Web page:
By Michael Baker
For the first time in nearly twenty years, voters for Major League Baseball’s Hall of Fame have failed to elect a single candidate. The dearth of votes for muscle-bound superstars Barry Bonds and Roger Clemens is particularly notable. In fact, the tallies for both players combined wouldn’t have been enough to reach the requisite 75% of votes required to put a player in the Hall of Fame.
Five years ago it would have been unthinkable that Bonds and Clemens would both be left out of the Hall; they’re two of the best-known baseball players of all time, and both set records that are sure to stand. But much of their success can be credited to steroid use, and now everybody knows it. And that’s what this vote is all about – a referendum on baseball’s “Steroid Era.”
Clearly a significant majority of the journalists who vote on the Hall of Fame selections are taking a firm position that steroid users have no place in the Hall of Fame. The real question is whether this will last. Is this the sort of thing that will blow over once Bonds, Clemens, Sosa, and the rest of the great cheaters are old and feeble, and it becomes acceptable to view them with a sense of nostalgia? Probably. But should it ever blow over?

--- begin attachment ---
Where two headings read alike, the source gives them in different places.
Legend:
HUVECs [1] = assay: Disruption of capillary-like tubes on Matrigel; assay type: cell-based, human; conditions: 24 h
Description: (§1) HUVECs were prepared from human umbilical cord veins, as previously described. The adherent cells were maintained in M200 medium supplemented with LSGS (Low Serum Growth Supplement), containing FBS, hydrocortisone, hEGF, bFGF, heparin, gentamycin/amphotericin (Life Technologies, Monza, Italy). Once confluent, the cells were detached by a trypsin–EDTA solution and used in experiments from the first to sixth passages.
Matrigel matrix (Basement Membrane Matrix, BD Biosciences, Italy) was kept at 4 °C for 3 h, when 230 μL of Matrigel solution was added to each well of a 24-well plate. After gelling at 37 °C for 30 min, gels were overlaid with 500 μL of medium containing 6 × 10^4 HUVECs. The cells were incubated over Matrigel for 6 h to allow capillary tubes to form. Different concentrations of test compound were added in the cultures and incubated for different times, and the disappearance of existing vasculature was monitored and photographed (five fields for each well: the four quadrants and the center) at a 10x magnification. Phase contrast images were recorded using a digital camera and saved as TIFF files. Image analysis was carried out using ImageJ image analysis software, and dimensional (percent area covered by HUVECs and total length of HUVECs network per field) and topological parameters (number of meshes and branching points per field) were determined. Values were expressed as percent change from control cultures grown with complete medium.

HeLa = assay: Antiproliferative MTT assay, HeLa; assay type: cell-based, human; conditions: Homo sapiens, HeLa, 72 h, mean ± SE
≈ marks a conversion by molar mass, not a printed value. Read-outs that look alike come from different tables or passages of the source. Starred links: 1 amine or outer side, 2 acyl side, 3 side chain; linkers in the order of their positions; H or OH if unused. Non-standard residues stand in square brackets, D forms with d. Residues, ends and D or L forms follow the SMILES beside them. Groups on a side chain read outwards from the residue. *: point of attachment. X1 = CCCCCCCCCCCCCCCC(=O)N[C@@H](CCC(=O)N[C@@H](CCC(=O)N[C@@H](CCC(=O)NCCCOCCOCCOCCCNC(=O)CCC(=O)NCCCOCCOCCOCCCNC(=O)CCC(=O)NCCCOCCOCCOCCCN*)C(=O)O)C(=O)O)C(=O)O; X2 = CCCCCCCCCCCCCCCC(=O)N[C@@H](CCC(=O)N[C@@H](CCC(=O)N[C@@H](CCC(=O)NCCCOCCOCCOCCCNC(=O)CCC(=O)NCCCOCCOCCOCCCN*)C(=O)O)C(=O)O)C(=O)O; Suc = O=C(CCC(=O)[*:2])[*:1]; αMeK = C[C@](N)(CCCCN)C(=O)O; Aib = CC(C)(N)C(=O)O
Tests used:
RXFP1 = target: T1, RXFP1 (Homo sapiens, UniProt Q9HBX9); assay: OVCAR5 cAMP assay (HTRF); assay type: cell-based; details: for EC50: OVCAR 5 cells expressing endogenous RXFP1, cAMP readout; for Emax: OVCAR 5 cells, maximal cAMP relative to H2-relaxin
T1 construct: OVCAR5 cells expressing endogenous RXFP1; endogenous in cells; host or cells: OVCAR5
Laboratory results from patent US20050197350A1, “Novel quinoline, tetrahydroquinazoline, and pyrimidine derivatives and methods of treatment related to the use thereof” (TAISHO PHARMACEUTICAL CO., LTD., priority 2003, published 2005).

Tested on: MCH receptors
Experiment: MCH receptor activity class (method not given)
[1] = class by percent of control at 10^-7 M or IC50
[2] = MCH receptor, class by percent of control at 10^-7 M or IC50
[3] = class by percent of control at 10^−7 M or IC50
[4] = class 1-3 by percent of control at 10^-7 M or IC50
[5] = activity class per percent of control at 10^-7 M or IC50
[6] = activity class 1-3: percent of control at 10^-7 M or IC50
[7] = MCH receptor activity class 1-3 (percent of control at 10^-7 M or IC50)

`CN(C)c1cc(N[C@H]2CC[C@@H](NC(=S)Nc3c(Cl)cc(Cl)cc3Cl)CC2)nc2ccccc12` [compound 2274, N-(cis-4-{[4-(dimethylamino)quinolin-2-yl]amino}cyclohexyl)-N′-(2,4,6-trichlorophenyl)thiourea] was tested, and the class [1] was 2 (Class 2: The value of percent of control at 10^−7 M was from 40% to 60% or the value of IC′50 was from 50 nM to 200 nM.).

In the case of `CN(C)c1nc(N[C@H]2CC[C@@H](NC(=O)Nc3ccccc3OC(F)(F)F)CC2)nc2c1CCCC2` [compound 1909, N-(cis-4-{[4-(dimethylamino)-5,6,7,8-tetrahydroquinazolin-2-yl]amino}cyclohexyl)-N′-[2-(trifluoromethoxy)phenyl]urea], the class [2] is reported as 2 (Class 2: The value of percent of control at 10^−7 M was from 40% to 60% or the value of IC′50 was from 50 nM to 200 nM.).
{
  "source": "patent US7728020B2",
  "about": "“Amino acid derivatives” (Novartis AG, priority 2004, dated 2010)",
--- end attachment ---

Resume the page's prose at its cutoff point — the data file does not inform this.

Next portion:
Pete Rose is banned from the Hall of Fame for gambling. The stench of gambling is something that must be taken seriously by any professional sport. But it’s significant that no one has ever uncovered evidence that Rose ever bet on his own games, so we don’t actually know whether his gambling had any impact on the outcome of the game itself. As for the steroid users, everybody knows that they cheated.
So now’s the time for Baseball to make a decision about what to do about Hall of Fame eligibility for Steroid Era athletes who are undeniably some of the biggest names in the game. It seems a little too late to ban them completely, but maybe the MLB can strike a creative solution that will informally keep cheaters out of the Hall of Fame.
The best alternative I can think of would be a formal Hall of Shame. Candidacy for the Hall of Shame and the Hall of Fame would have to be mutually exclusive, so that once a player is in one he can’t be in the other. That way once these clowns get voted into the Hall of Shame, any question about future Hall of Fame candidacy would be resolved conclusively. Hell, we could even name the Hall of Shame after Pete Rose. And while we’re at it, we could add those eight cheaters from the 1919 White Sox; I’m sure their descendants would appreciate the attention.